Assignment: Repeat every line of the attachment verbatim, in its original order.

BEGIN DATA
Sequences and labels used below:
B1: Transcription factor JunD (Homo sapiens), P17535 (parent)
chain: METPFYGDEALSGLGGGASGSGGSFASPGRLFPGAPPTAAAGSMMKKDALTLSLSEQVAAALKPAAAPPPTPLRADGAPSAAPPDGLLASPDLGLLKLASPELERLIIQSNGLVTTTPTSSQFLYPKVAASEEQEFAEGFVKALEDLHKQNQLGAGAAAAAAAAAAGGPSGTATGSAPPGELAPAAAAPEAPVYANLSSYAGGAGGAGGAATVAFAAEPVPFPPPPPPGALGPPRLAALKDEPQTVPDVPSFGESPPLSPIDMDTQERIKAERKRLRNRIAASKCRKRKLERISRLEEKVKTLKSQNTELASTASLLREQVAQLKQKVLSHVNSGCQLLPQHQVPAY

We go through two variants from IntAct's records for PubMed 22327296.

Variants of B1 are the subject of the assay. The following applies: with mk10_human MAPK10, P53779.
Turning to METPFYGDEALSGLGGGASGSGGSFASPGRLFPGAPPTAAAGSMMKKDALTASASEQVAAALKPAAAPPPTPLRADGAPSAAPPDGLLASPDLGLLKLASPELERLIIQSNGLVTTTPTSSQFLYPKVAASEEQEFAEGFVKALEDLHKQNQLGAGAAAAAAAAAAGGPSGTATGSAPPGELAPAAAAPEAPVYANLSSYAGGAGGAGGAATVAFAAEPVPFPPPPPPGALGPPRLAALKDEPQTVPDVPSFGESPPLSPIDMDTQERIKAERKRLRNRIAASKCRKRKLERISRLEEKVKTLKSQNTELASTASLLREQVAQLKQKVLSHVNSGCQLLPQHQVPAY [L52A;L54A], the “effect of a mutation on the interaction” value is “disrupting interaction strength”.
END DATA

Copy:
Sequences and labels used below:
B1: Transcription factor JunD (Homo sapiens), P17535 (parent)
chain: METPFYGDEALSGLGGGASGSGGSFASPGRLFPGAPPTAAAGSMMKKDALTLSLSEQVAAALKPAAAPPPTPLRADGAPSAAPPDGLLASPDLGLLKLASPELERLIIQSNGLVTTTPTSSQFLYPKVAASEEQEFAEGFVKALEDLHKQNQLGAGAAAAAAAAAAGGPSGTATGSAPPGELAPAAAAPEAPVYANLSSYAGGAGGAGGAATVAFAAEPVPFPPPPPPGALGPPRLAALKDEPQTVPDVPSFGESPPLSPIDMDTQERIKAERKRLRNRIAASKCRKRKLERISRLEEKVKTLKSQNTELASTASLLREQVAQLKQKVLSHVNSGCQLLPQHQVPAY

We go through two variants from IntAct's records for PubMed 22327296.

Variants of B1 are the subject of the assay. The following applies: with mk10_human MAPK10, P53779.
Turning to METPFYGDEALSGLGGGASGSGGSFASPGRLFPGAPPTAAAGSMMKKDALTASASEQVAAALKPAAAPPPTPLRADGAPSAAPPDGLLASPDLGLLKLASPELERLIIQSNGLVTTTPTSSQFLYPKVAASEEQEFAEGFVKALEDLHKQNQLGAGAAAAAAAAAAGGPSGTATGSAPPGELAPAAAAPEAPVYANLSSYAGGAGGAGGAATVAFAAEPVPFPPPPPPGALGPPRLAALKDEPQTVPDVPSFGESPPLSPIDMDTQERIKAERKRLRNRIAASKCRKRKLERISRLEEKVKTLKSQNTELASTASLLREQVAQLKQKVLSHVNSGCQLLPQHQVPAY [L52A;L54A], the “effect of a mutation on the interaction” value is “disrupting interaction strength”.